knead

[need]
See more synonyms for knead on Thesaurus.com
verb (used with object)
  1. to work (dough, clay, etc.) into a uniform mixture by pressing, folding, and stretching.
  2. to manipulate by similar movements, as the body in a massage.
  3. to make by kneading: to knead bread.
  4. to make kneading movements with: She kneaded her fist into her palm.

Origin of knead

before 950; Middle English kneden, Old English cnedan; cognate with German kneten, Dutch kneden
Related formsknead·a·ble, adjectiveknead·a·bil·i·ty, nounknead·er, nounknead·ing·ly, adverbre·knead, verb (used with object)un·knead·ed, adjective
Dictionary.com Unabridged Based on the Random House Unabridged Dictionary, © Random House, Inc. 2018


Examples from the Web for knead

Contemporary Examples of knead

  • Mix together then knead to make a soft, smooth, elastic dough.

    The Daily Beast logo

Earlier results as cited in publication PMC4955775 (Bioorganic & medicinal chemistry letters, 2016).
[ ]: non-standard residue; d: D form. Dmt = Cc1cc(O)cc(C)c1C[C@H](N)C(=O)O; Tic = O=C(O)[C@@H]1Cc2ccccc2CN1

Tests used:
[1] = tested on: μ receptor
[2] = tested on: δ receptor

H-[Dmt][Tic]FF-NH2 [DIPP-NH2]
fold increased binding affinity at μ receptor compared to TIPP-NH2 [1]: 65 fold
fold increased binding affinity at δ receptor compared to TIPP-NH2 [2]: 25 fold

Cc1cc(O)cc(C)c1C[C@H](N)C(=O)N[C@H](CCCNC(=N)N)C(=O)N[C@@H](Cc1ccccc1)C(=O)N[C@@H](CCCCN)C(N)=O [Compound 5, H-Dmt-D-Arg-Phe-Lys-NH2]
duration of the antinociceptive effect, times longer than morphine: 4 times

Unusual Pizza to Cook on Your Grill

    Lydia Brownlow

    June 15, 2012

  • Pour in the chicken stock and knead with your hands until the bread is very moist, actually wet.

    The Daily Beast logo
    Divine Apple Dishes

    Anne Burrell

    January 6, 2011

  • The chocolate is put in large conching machines that spin it though whirling blades to knead it for hours.

    The Daily Beast logo
    Four Chocolate Questions Answered

    Mary Goodbody

    September 29, 2009

Historical Examples of knead


British Dictionary definitions for knead

knead

verb (tr)
  1. to work and press (a soft substance, such as bread dough) into a uniform mixture with the hands
  2. to squeeze, massage, or press with the hands
  3. to make by kneading
Derived Formskneader, noun

Word Origin for knead

Old English cnedan; related to Old Saxon knedan, Old Norse knotha
Collins English Dictionary - Complete & Unabridged 2012 Digital Edition © William Collins Sons & Co. Ltd. 1979, 1986 © HarperCollins Publishers 1998, 2000, 2003, 2005, 2006, 2007, 2009, 2012

Word Origin and History for knead
v.

Old English cnedan "to knead," from Proto-Germanic *knedanan (cf. Old Saxon knedan, Middle Dutch cneden, Dutch kneden, Old High German knetan, German kneten, Old Norse knoða "to knead"). Originally a strong verb (past tense cnæd, past participle cneden).

Online Etymology Dictionary, © 2010 Douglas Harper